The Gulf seemed to get a lot closer after Rita blew through. For the first time, with the storm surge, Billy could taste the ocean on his lips as Rita blew herself out. Brackish water made it all the way to the house that September. It dutifully retreated, but not as far. And Old Gus reported back to the dock not long after Rita. There were fewer tourists that fall. And there were empty FEMA trailers everywhere.
And the shrimp and the bunker that came up the river with that brackish water brought redfish and speckled trout to the marsh. Sheepshead. Black drum. Earlier that summer, Billy marveled at the sight of a pod of bottlenose dolphins pushing up one of the canals, the green cypress forest of his childhood the backdrop for this first-ever sighting.
As a fly fisher, Billy loved it, even if it didn’t feel quite right. Redfish filled the freezer. Trout, too. They were better table fare than silver carp or “silverfin” as the chefs in New Orleans called them, netted by the dozen in the channel in front of his dock. And, of course, the reds and the trout would hit a fly, unlike the carp who ate plankton. The very same plankton that fed the shad that fed the bass. Yep. Things were changing. Things were just … going away.
And then the legends of the swamp, both two-legged and of the reptilian variety started to go away, too. Old Grandpa Pete had passed away a year or so after Rita, and Billy was surprised to see Kyle Guillory at the funeral, hat in hand. Simon, too. The following fall, after gator season, Old Gus didn’t come back to the dock down by the marina.
Billy checked in every now and then, curious as to the big gator’s whereabouts. He knew nobody had taken the beast during the season—he and everybody else would have certainly heard about that. All through October, and no Gus.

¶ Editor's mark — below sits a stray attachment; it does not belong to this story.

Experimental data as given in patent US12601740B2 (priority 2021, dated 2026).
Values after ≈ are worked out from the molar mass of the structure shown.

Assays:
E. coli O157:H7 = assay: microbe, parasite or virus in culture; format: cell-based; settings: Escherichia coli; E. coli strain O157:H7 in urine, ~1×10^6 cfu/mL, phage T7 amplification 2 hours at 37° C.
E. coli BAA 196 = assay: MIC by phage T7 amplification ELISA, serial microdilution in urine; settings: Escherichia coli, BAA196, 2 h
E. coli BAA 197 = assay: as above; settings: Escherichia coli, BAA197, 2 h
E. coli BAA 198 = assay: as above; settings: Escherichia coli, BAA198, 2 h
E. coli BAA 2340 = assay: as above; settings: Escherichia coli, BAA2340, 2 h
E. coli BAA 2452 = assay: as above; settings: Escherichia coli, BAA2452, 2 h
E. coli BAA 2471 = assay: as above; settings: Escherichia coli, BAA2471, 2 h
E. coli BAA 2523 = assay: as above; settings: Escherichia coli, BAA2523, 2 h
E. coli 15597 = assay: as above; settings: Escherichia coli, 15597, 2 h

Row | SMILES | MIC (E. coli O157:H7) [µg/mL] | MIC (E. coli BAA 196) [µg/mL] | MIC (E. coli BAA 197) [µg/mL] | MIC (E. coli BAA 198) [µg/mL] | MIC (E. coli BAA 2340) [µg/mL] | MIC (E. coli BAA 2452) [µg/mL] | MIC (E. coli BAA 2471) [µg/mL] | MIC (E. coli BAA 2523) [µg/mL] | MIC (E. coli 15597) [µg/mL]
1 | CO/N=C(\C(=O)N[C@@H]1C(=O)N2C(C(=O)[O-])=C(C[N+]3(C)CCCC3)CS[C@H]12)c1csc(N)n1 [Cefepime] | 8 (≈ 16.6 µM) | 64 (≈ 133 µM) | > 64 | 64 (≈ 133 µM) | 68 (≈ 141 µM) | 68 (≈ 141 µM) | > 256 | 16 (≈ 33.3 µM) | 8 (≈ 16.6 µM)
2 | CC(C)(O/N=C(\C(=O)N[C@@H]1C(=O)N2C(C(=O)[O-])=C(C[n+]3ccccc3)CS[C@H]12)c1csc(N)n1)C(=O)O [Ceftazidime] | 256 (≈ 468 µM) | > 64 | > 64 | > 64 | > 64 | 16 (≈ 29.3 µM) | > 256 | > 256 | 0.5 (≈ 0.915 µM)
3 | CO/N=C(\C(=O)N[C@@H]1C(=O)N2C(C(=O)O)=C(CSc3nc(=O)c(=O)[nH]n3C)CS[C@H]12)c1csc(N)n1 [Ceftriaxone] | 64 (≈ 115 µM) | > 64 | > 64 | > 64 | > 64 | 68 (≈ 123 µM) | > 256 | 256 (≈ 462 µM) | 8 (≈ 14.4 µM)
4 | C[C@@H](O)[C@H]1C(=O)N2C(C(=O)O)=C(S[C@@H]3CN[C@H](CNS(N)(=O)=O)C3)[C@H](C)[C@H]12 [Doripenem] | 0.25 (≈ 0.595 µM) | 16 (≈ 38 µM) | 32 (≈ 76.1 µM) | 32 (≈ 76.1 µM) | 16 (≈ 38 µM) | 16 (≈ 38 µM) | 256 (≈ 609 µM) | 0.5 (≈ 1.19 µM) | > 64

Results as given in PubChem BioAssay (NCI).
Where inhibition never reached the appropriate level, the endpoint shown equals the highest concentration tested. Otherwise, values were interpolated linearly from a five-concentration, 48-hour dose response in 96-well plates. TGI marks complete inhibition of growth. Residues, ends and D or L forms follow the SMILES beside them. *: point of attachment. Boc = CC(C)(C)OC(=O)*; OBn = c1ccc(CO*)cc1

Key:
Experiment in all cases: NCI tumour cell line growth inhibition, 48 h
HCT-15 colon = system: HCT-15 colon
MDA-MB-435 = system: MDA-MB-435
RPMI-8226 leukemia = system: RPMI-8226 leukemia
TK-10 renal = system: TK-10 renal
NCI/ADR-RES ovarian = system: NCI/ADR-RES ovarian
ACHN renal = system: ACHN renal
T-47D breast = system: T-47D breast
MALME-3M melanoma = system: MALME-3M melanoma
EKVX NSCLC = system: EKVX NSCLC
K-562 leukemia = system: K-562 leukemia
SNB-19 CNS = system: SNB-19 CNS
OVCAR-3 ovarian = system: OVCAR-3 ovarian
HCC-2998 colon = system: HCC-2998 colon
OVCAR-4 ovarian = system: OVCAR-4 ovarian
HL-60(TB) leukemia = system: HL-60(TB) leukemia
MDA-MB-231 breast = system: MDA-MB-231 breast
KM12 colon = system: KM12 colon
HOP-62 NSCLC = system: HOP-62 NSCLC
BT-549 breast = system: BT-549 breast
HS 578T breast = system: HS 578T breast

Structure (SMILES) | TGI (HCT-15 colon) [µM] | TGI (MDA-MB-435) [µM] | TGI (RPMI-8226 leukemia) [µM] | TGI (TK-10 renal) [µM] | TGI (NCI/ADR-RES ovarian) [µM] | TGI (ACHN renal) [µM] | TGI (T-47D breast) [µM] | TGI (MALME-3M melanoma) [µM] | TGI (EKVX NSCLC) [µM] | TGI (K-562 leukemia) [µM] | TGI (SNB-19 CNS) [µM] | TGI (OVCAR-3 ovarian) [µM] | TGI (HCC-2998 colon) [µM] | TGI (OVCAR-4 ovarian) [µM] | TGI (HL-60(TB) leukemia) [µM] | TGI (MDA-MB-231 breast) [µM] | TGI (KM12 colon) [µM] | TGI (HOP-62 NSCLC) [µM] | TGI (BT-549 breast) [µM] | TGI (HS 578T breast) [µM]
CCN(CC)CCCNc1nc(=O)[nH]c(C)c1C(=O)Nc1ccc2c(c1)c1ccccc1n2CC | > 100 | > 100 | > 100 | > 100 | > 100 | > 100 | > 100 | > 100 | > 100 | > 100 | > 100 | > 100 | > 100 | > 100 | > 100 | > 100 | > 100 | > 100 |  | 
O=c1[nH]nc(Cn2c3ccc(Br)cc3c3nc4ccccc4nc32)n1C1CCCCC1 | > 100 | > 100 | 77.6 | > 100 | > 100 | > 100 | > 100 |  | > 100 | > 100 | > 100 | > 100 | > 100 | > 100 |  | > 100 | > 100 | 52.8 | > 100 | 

And all through the winter and into spring, Gus failed to come back. By then, Billy just guessed that Gus had finally succumbed to one too many sharp chicken bones, or, like anybody who ate like a Louisiana resident, had developed health issues just too severe to overcome. Occasionally, the tourists would still show up, ham sandwiches and the Colonel’s best in hand, only to wander along the dock without catching a glimpse of the big, charismatic lizard.
A few years after his grandfather had passed, and since anyone had seen Gus, Billy was paddling his pirogue along the salt line, which had progressed even farther up the river since he’d last visited. Gator season had just ended, and he’d managed a couple of nice ones in a quick day on the water. But now, with things cooling off a bit, and quiet mist settling over the swamp, Billy was fly fishing. He’d poked his way down an old canal that he hadn’t navigated in some time, and he knew it opened up into what the old-time swampers would call a “prairie”—a stretch of shallow, peat-bottomed, open fresh water.
Up against the cypress knees, Billy knew the bream would be holding, and he spent one of those perfect early fall days in the swamp casting his spider fly to the timber and collecting enough of the panfish for a weekend fish-fry. That afternoon, as he quietly ate a turkey sandwich under the Spanish moss shading the swamp, he saw a black bear sow and two cubs pushing water through the cypress knees. Mom waded while the yearlings half swam and half floated through the trees. Billy didn’t make a sound, and the bears never saw him.